Filiz Gazi/ DUVAR
Three university students in Istanbul joined efforts to establish a student union as a way to better their odds for the future.
Aslı Altınok, a junior at Istanbul University and one of the three founders of a new potential student union, says that anxiety about the grim prospects of the future in a failing economy keeps Turkish college students up at night.
“We go through university and graduate thinking 'We're going to be unemployed for two years anyways,'” said Altınok. “This is where the politics in this country have brought us, so we felt the need to create a platform where we could come together to make ourselves understood.”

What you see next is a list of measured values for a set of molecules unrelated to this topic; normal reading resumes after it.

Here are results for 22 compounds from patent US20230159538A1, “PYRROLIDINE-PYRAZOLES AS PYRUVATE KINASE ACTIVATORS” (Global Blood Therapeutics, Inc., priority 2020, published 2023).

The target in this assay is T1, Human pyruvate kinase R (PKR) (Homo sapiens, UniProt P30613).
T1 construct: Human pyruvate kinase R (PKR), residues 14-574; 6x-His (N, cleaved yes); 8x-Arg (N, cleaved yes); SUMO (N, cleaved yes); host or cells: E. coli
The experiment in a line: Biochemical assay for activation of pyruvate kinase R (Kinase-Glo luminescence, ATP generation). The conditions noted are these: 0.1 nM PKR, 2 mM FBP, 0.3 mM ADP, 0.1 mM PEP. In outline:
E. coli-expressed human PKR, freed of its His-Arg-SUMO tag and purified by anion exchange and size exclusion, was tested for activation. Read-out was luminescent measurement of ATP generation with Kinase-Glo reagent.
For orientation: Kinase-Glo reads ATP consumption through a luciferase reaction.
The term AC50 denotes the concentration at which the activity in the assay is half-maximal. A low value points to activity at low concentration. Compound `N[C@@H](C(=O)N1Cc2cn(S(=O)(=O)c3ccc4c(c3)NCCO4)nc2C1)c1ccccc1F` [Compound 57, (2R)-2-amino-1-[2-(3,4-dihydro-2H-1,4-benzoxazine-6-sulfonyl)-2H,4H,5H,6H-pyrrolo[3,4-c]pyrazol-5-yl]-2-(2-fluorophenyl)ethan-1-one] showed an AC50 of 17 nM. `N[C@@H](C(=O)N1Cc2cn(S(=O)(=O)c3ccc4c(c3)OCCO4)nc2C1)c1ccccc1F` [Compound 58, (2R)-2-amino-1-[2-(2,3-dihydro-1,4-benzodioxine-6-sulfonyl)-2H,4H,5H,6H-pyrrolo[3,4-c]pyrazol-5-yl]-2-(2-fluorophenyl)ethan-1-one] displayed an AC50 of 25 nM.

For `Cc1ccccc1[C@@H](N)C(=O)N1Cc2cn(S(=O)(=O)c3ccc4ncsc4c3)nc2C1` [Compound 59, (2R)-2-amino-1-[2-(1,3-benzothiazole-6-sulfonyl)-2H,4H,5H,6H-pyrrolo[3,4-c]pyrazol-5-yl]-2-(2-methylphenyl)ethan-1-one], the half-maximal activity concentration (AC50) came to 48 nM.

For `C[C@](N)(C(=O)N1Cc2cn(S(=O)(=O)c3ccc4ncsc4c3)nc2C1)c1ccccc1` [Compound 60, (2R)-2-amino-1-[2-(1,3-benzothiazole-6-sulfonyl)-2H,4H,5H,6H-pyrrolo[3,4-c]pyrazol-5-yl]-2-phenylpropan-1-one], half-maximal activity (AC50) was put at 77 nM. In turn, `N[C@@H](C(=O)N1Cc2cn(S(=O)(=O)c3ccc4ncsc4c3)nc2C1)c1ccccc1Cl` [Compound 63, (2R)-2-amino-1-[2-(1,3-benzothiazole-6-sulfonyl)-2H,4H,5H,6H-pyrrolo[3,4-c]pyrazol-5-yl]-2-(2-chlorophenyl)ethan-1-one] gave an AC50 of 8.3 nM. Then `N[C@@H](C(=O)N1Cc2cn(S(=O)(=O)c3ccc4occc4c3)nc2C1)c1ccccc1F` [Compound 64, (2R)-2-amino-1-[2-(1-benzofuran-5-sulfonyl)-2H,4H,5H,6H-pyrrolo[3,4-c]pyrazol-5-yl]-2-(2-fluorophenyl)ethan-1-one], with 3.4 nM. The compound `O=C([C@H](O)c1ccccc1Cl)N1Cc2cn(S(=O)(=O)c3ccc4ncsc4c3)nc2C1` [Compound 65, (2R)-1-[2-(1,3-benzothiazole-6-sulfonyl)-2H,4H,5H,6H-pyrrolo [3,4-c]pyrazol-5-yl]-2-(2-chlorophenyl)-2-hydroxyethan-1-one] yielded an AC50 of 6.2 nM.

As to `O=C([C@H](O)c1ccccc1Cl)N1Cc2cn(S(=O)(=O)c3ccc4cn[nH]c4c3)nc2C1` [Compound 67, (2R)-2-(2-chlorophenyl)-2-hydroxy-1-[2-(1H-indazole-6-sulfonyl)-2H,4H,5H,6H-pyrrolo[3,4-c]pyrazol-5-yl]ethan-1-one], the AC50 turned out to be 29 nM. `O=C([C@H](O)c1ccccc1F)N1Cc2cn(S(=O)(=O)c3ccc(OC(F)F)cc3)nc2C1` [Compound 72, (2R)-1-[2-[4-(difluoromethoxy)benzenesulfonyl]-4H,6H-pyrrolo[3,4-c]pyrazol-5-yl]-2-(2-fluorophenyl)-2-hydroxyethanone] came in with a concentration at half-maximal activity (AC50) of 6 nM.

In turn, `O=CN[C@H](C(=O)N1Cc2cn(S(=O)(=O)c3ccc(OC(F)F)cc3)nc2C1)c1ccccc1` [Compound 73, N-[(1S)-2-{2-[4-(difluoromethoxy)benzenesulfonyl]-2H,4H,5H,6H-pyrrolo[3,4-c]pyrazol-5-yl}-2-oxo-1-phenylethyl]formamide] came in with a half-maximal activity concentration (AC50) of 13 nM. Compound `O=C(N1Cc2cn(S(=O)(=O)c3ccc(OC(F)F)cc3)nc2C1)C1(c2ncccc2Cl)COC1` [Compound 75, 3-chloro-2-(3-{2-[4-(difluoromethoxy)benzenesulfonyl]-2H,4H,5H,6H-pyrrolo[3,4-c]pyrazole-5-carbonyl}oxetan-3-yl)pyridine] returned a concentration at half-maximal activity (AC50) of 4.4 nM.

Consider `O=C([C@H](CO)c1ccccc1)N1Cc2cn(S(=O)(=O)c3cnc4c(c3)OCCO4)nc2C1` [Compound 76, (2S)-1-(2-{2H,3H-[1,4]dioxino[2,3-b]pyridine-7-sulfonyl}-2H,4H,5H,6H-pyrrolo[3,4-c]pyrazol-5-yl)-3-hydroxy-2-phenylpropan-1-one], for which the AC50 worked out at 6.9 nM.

Within three days of callout, they received 130 replies from 25 different cities. Since Turkey's first student union Genç-Sen (Young-Union) was shut down by the government for not being in accordance with legislation, some of their first applicants changed their minds about joining.
Turkey requires union members to have insurance from the Social Security Institution (SGK), which is usually not granted to freelance jobs. But Altınok says they didn't want this legal barrier to stand in the way of any new members.
“Some people wrote to us after their initial reply and said they were worried their union membership would be a disadvantage to them in the public official selection exams (KPSS) and wanted to withdraw their application,” said Altınok.
“I work as a waitress and a tutor but I don't have SGK. There are more people out there without SGK, but who still want to fight with us,” said Altınok, adding that their door is open to everyone.